The latest rescue excavations on the territory of Sexaginta Prista have been conducted because of the construction of a roof to cover the stage of the open-air “Summer Theater” in the Danube city of Ruse, the Ruse Regional Museum of History has announced.

The Summer Theater, an open-air performance space, was built back in 1961, during the communist period, on top of part of the ruins of the Ancient Roman fortress of Sexaginta Prista.

The theater still occupies over 1,000 square meters from the territory of the Roman city, with much of the ruins destroyed or covered up with concrete during the construction of the modern-day performance venue.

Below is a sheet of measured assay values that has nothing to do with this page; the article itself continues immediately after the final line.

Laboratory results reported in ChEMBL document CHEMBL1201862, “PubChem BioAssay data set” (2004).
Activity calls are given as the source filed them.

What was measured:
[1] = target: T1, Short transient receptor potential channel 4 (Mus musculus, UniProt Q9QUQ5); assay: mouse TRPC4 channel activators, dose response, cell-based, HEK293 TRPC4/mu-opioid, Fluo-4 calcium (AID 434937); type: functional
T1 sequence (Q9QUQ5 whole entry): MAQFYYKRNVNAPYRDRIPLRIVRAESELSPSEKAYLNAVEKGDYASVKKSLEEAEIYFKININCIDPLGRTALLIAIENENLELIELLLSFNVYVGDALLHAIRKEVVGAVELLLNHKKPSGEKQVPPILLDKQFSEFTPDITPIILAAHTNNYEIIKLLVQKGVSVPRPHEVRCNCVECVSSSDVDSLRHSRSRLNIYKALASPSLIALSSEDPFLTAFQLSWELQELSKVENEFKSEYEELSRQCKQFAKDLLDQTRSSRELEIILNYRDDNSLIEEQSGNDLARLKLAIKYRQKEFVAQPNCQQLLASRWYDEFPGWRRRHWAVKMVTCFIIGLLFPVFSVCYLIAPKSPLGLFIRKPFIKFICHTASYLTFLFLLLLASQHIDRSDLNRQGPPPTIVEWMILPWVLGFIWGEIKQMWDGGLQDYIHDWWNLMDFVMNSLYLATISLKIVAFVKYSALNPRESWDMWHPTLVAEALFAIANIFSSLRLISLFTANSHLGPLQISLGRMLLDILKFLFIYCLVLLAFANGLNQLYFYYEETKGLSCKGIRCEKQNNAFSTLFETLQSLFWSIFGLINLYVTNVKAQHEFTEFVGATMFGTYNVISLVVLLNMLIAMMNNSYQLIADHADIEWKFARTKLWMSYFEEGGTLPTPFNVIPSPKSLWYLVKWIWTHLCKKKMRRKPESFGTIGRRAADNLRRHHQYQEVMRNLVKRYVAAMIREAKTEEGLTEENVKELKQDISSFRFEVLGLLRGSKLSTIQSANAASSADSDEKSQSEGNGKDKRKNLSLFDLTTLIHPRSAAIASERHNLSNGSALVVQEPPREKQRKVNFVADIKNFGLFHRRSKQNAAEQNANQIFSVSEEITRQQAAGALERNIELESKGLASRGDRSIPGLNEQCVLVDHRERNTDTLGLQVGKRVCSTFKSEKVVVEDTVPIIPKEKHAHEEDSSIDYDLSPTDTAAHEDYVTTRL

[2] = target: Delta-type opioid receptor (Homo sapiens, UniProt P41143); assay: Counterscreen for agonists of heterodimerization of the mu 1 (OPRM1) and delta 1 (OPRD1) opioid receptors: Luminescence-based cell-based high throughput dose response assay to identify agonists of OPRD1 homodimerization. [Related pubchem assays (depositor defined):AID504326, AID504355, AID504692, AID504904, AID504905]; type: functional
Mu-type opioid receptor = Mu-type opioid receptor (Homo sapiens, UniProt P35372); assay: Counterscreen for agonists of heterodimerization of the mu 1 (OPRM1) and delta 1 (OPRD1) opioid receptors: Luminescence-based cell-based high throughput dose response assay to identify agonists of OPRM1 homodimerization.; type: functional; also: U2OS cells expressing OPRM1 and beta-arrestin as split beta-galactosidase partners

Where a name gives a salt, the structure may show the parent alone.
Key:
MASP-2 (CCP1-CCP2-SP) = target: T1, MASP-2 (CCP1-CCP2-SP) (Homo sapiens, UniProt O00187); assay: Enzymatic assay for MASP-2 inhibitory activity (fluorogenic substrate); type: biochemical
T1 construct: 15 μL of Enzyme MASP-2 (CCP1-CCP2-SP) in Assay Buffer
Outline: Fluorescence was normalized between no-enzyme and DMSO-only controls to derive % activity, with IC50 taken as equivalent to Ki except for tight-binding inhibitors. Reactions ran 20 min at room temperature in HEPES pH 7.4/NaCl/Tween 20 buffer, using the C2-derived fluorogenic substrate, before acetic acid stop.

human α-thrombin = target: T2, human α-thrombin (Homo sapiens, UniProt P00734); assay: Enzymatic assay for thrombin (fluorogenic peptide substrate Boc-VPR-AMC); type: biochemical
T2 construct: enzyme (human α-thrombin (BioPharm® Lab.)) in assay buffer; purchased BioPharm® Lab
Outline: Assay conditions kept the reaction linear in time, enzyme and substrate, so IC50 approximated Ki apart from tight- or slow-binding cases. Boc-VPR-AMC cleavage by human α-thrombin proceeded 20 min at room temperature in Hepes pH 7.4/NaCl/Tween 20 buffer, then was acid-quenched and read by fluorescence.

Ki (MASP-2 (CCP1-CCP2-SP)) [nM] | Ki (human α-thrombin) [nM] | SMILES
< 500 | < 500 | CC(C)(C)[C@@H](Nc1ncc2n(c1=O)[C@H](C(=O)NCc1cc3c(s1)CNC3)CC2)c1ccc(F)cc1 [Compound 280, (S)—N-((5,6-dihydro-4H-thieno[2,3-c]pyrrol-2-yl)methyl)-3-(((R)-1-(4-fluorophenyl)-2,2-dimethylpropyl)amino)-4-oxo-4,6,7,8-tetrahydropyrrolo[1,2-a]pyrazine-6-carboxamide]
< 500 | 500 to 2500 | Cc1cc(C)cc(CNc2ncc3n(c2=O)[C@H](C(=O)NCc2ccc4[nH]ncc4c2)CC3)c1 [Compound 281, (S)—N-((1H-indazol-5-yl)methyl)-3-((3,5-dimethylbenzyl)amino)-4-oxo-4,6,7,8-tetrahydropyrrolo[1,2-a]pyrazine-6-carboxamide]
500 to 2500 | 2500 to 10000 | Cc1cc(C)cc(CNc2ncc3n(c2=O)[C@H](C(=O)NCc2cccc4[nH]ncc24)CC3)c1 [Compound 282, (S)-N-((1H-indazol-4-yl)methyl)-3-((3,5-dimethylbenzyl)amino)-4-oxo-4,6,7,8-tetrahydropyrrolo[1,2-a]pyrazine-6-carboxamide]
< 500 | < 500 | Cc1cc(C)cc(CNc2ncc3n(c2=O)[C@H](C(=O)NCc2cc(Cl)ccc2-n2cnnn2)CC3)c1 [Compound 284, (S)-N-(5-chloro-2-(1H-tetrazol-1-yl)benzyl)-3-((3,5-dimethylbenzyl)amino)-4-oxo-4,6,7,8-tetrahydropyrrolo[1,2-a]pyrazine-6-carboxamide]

The Ruse Museum of History points out that the Ancient Roman ruins damaged at the time of the construction were not even documented, with a newspaper article in the local daily, “Dunavska Pravda” (“Danubian Truth”) from April 1961, being their only mention in the records.

The construction of the stage roof has now provided for rescue archaeological excavations in two squares, with a territory of 24 square meters each, on both sides of the stage.

“That is why [these rescue excavations] led by archaeologist Varbin Varbanov are proving very important for putting together the picture of the Roman city in that part of the fortress,” the Ruse Museum explains.

Inside the square to the west of today’s Summer Theater stage, the archaeological team has found the ruins of a Roman building dating back to the 3rd century AD. Its functions have not been specified yet.